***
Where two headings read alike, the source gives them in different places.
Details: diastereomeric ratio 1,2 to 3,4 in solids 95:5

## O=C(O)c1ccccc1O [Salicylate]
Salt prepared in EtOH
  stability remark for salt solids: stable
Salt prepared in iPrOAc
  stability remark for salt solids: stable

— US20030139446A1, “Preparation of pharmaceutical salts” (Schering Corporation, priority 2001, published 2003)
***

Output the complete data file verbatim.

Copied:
Where two headings read alike, the source gives them in different places.
Details: diastereomeric ratio 1,2 to 3,4 in solids 95:5

## O=C(O)c1ccccc1O [Salicylate]
Salt prepared in EtOH
  stability remark for salt solids: stable
Salt prepared in iPrOAc
  stability remark for salt solids: stable

— US20030139446A1, “Preparation of pharmaceutical salts” (Schering Corporation, priority 2001, published 2003)